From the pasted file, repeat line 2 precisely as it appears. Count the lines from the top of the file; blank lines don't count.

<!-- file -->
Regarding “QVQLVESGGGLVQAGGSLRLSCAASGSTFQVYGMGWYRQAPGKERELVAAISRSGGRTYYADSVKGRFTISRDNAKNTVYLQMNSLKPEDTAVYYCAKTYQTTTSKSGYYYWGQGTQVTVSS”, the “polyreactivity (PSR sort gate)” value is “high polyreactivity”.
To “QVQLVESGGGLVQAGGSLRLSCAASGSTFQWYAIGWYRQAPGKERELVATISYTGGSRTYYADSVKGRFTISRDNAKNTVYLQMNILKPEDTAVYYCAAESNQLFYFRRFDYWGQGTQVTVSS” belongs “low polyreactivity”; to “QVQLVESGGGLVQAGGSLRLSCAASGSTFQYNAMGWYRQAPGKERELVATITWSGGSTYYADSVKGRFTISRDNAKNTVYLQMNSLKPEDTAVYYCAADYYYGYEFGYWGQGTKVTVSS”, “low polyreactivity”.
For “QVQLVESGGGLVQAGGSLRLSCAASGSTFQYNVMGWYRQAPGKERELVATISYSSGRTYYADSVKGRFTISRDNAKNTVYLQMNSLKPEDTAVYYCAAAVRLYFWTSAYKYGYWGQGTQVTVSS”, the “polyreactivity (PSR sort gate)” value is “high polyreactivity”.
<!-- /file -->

To “QVQLVESGGGLVQAGGSLRLSCAASGSTFQWYAIGWYRQAPGKERELVATISYTGGSRTYYADSVKGRFTISRDNAKNTVYLQMNILKPEDTAVYYCAAESNQLFYFRRFDYWGQGTQVTVSS” belongs “low polyreactivity”; to “QVQLVESGGGLVQAGGSLRLSCAASGSTFQYNAMGWYRQAPGKERELVATITWSGGSTYYADSVKGRFTISRDNAKNTVYLQMNSLKPEDTAVYYCAADYYYGYEFGYWGQGTKVTVSS”, “low polyreactivity”.